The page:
After Andrew Yerzy’s first season of professional baseball and his final tour with Team Canada, the former Toronto Mets catcher was recognized for his success in the red-and-white uniform in January, receiving the Junior National Team Most Valuable Player Award at Baseball Canada’s National Teams Awards Banquet and Fundraiser.
“It’s pretty unbelievable, just considering some of the past winners when you think about it,” Yerzy said of the honour. “[Josh] Naylor won it last year, Tyler O’Neill’s won it, I know Gareth [Morgan] has won it. So just being considered on the same level as those guys is pretty amazing. And [program infield coordinator for the Mets Hyung] Cho told me he won it in 1998, so I thought that was pretty funny.”
The 18-year-old backstop spent three years with the Canadian junior squad before he was selected by the Arizona Diamondbacks in the second round – 52nd overall – in June, signing for $1,214,100 during the inaugural Canadian Premier Baseball League season. Right after his selection and the signing process, the young catcher starting thinking about the Canadian players who had come before him, been chosen in high rounds of the draft, and who had received bonuses in the neighbourhood of his own.
“It’s pretty crazy to think about because I played with Naylor and I played with Gareth and I played with [Mike] Soroka,” Yerzy said last summer. “So to think that I’m even on the same level as those guys, knowing how good they are, is pretty crazy…I’ve watched them since I was young, so maybe the younger guys when they watch me, they’re thinking the same thing. But I definitely feel like I can compete at the pro level [and] I always wanted to get drafted and I always wanted to play pro baseball.”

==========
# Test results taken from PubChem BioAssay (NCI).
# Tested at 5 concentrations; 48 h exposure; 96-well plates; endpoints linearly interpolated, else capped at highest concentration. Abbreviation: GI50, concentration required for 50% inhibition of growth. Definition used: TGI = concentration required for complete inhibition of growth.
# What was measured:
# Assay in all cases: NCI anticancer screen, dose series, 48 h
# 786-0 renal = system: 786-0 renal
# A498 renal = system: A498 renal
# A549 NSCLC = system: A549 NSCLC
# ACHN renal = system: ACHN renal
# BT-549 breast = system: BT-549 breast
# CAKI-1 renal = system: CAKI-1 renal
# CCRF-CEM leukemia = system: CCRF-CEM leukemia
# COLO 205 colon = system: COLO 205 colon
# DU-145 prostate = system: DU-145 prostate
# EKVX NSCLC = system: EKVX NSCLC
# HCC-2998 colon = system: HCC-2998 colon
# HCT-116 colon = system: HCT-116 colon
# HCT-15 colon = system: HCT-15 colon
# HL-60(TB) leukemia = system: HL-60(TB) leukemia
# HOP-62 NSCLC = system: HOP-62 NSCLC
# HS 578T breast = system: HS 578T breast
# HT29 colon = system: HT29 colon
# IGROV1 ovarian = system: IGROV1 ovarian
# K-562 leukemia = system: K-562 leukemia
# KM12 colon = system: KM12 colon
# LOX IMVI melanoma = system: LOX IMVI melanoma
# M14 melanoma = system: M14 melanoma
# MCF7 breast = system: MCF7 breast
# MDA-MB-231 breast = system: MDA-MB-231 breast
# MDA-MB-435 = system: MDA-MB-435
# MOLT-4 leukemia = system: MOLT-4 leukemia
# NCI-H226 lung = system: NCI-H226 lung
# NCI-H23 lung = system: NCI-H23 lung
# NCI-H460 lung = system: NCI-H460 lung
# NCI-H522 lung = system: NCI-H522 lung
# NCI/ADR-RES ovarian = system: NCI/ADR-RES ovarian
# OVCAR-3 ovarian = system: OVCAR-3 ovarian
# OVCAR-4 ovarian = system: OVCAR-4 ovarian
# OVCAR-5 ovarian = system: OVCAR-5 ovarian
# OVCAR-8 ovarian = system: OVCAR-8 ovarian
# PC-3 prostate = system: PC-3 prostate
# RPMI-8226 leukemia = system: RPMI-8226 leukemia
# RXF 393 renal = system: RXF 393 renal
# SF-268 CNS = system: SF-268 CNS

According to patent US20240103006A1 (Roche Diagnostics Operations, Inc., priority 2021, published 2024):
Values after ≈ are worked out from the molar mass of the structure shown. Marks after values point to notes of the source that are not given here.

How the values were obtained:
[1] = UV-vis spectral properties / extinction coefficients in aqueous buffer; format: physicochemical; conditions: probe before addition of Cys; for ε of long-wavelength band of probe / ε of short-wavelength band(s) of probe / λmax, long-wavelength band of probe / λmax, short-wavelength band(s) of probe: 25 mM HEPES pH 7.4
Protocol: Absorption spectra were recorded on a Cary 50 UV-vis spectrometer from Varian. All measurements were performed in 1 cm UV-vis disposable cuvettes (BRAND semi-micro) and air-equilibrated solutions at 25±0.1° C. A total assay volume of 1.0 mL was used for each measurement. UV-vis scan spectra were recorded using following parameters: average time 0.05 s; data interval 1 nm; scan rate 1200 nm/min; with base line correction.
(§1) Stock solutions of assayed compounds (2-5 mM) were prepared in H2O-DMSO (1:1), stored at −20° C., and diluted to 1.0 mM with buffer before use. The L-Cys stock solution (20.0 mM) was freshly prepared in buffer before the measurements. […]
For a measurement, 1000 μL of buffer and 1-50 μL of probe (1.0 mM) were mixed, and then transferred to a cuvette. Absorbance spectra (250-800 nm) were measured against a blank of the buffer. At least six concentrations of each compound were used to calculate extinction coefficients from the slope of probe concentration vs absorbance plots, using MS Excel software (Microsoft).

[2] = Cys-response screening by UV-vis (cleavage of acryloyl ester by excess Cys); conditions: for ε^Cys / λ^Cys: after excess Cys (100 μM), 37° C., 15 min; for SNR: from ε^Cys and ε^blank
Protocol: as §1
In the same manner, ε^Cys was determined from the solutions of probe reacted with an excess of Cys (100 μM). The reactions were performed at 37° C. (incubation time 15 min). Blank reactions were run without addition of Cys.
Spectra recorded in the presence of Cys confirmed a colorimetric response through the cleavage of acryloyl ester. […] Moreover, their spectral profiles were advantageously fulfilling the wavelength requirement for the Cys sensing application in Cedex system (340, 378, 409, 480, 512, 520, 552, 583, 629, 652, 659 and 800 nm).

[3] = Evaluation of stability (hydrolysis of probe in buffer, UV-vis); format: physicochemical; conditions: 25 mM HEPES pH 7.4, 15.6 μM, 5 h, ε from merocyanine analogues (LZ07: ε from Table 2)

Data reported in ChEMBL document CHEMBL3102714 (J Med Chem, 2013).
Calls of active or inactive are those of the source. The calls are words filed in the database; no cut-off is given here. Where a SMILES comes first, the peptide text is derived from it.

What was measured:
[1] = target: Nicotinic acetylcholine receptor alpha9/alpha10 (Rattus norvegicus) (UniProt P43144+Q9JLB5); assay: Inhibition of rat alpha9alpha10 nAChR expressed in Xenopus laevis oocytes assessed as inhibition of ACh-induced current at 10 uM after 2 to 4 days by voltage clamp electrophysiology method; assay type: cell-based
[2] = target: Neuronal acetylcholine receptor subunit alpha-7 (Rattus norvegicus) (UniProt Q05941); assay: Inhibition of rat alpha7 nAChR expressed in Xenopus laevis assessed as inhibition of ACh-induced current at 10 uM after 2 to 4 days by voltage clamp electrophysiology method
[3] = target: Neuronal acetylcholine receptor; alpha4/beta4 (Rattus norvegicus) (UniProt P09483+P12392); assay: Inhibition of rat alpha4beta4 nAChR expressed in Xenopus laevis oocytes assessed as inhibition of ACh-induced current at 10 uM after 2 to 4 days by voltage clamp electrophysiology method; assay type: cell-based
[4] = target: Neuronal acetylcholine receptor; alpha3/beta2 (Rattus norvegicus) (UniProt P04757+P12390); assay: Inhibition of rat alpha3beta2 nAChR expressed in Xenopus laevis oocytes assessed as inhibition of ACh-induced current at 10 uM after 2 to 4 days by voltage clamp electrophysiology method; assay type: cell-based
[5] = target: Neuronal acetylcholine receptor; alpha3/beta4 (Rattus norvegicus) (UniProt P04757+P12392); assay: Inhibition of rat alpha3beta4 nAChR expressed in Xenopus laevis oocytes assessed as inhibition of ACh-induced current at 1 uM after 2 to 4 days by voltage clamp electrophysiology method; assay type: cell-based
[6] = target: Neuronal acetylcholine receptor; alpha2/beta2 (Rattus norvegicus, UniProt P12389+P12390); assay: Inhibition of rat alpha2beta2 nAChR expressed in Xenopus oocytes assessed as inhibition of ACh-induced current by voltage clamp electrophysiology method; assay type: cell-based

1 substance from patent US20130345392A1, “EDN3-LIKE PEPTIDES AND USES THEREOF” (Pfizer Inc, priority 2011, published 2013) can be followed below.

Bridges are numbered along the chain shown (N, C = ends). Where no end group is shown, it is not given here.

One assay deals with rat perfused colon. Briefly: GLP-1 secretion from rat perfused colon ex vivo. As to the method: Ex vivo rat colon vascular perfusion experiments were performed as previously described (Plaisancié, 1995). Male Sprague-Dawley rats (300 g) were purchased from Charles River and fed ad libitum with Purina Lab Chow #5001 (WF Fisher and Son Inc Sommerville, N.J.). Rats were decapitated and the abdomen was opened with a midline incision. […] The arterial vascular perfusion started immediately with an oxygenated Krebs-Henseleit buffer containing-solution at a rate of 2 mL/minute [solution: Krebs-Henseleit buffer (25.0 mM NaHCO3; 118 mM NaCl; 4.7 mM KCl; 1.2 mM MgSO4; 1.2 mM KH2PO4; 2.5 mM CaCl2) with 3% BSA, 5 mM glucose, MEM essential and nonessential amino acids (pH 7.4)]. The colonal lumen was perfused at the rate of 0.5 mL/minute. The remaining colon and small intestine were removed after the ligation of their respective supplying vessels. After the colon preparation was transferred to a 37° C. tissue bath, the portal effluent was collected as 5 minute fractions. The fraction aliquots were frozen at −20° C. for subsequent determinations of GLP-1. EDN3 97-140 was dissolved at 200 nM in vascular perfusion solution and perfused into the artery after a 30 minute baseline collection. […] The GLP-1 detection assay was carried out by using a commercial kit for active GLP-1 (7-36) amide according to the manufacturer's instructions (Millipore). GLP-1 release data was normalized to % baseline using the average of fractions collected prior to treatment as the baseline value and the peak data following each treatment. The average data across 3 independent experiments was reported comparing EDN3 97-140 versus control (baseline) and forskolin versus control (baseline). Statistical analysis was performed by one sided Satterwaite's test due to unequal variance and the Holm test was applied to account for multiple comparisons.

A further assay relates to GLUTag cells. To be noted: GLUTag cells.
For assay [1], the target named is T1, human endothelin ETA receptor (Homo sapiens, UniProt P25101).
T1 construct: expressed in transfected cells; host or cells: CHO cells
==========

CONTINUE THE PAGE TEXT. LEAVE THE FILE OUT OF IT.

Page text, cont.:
Not long after his mid-summer signing, Yerzy joined the Diamondbacks organization and spent his first professional season between the rookie class Arizona League D-Backs and the advanced rookie league Missoula Osprey squad, ending the year on a strong note and heading home with plenty to work on before spring training. When he was presented with the Baseball Canada accolade, Yerzy had similar thoughts to that of last year.
“I’d like to consider myself on that level too,” he said. “It was big for me, because I played with all those guys growing up. When I was 15, I saw Gareth get drafted [in the second round], and when I was in 11th grade, I saw Soroka and Naylor [both taken in the first round]. So hopefully I set a good example for whoever is getting drafted this year and in 2018, so they can say, ‘I was on the same level as Yerzy,’ which would be pretty cool.”
Overjoyed to spend some time with his Baseball Canada family during the annual banquet and fundraiser, Yerzy not only got to catch up with his friends but he also received a little bit of an eye opener to just how much professional competition he had matched up against before becoming a pro himself.
“It’s irreplaceable, really,” Yerzy said of his Baseball Canada family. “I mean, I saw Mike [Soroka] for the first time in pretty much a year over the banquet weekend, and it’s like we saw each other last week. It was just really easy to pick up with those guys. They share the same interests as you, they’re playing pro baseball like you, and the development that Baseball Canada does is second to none.